Managing hybrid ERP: new challenges for CIO
, August 26, 2014
Chief information officers (CIO) have been called to create a strategy to effectively plan for and manage a complex hybrid Enterprise Resource Planning (ERP) environment, as it back on the agenda with a different emphasis in today’s increasingly on-demand world, said a recent report.
ERP is morphing from a monolithic suite to a modular, multi-sourced and user-driven set of applications at the architecture epicentre of the networked enterprise, said the Accenture report.
Often referred to as the IT backbone of large organizations, ERP applications have been game-changing technologies since the 1990s.
As the ‘system of record’ for the enterprise, these packaged applications automate and support a range of administrative and operational business processes in finance (record to report), order management (order to cash), distribution and supply chain (purchase to pay) and human resource (hire to retire).
Why the renewed focus on ERP?
Companies, especially global enterprises, require a robust backbone of business functionality that only an ERP system can provide, said the report.
A reason for this ongoing centrality of ERP is that ‘big is the next big thing,’ according to Accenture notes in its 2014 Technology Vision.
That is, after a decade of headlines dominated by digital startups, the coming years are expected ‘to see the emergence of the traditional companies as digital giants,’ it said.
“Backed by their deep resources, enormous scale, and process discipline, these new digerati are about to rewrite much of the digital playbook,” it said.
Another factor is globalisation and the need for a common operating model across units and geographies, or after a merger/acquisition, while allowing for sufficient localisation, which can support and drive growth faster and more predictably by creating consistency in business processes as well as data management.
A distinctive feature of today’s ERP is that it is built inherently on a hybrid architecture, referred to as a ‘Two-Tier Model,’ that is, the combination of core ERP capabilities with cloud/software-as-a-service (SaaS)-based capabilities on the edge in areas such as sales, CRM and collaboration, all integrated with the ERP system.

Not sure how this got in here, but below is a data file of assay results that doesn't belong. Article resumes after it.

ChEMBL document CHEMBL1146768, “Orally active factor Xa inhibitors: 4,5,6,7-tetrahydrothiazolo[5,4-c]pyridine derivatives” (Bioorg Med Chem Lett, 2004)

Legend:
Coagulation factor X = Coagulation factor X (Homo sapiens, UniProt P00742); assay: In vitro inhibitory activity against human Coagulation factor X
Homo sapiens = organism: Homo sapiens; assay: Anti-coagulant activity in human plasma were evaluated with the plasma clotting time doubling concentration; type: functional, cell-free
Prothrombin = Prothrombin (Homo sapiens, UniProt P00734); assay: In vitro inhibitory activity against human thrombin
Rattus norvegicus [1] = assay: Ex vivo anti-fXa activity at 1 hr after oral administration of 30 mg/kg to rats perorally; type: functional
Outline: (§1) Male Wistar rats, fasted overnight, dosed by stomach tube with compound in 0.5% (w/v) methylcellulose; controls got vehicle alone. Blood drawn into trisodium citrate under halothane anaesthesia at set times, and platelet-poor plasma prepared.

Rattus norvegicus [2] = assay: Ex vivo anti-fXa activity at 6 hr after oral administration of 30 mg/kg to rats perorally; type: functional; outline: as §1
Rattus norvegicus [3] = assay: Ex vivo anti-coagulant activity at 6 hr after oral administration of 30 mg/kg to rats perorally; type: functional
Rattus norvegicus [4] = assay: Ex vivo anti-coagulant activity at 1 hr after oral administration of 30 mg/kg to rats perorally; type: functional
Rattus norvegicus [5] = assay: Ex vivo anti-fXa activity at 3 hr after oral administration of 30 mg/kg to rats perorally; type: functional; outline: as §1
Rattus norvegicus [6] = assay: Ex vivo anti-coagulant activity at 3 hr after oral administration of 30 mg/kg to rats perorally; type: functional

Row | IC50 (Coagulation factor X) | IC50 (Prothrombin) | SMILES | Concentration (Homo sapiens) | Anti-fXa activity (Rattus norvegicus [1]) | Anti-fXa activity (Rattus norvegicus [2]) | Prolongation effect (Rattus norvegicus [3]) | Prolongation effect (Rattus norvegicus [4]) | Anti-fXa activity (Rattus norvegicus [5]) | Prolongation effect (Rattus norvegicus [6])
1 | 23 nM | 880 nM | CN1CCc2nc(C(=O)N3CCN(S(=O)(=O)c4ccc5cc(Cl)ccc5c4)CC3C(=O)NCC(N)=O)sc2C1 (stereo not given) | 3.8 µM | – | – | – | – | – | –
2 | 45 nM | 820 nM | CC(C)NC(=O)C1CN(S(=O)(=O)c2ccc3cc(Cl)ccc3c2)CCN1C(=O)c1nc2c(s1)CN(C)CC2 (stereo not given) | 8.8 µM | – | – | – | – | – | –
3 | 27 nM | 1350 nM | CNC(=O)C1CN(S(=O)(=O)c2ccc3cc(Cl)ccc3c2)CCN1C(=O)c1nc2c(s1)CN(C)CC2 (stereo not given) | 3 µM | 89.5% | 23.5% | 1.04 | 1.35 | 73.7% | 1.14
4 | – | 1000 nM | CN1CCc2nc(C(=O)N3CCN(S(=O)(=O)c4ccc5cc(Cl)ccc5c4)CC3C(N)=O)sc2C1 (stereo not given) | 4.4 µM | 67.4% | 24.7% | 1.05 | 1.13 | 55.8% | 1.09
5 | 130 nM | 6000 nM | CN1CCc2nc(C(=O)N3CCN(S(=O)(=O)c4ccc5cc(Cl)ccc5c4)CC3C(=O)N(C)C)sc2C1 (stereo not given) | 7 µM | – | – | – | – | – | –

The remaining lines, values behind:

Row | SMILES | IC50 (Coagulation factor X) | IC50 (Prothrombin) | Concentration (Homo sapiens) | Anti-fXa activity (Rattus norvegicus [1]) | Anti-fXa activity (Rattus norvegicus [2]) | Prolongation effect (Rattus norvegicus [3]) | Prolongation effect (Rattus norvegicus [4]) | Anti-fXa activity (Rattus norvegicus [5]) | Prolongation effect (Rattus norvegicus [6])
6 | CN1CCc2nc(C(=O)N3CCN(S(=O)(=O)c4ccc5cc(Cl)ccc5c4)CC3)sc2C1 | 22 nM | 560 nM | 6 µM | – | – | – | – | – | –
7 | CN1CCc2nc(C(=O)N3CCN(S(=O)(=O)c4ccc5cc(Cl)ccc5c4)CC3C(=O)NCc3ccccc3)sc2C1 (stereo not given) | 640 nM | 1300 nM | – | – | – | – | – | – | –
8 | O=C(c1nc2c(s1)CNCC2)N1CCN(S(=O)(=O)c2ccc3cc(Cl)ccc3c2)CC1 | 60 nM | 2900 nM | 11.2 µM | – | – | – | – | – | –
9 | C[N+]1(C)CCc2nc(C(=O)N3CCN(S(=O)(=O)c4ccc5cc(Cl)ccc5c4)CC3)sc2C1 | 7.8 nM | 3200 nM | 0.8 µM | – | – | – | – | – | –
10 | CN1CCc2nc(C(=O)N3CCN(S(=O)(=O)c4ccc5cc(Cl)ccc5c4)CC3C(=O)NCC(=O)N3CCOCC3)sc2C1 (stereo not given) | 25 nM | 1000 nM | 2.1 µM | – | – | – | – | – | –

In reality, however, the architectural environment is more complex than just two tiers, said the report. CIOs need to manage the legacy environment, ERP systems (sourced either through a public or private cloud), SaaS technologies, as well as various platform as a service, business process as a service or SaaS offerings from vendors and integrators.
Meanwhile, companies also need to consider the proper way to incorporate leading technologies including in-memory computing, analytics, mobile and social.
The move to a hybrid ERP architecture and the increasing presence of digital technologies has evolved the role of IT from a technology provider and caretaker to that of strategic business service orchestrator.
CIOs in the future will be service brokers focused on securing, managing and governing hybrid cloud computing services, as well as the existing on-premises IT footprint.
The winners of this new, more complex ERP environment will focus on a core set of activities, according to Accenture.
It will include shoring up their ERP system in terms of stability and open architectures, looking to low-cost solutions, such as public clouds, to meet non-critical needs, leveraging platform-as-a-service development in the cloud to meet customisation needs, implementing SaaS where it makes business sense, creating a long-term integration road map and building the architecture as projects they are approved and exploring in-memory computing as an important, viable solution in the near term. - TradeArabia News Service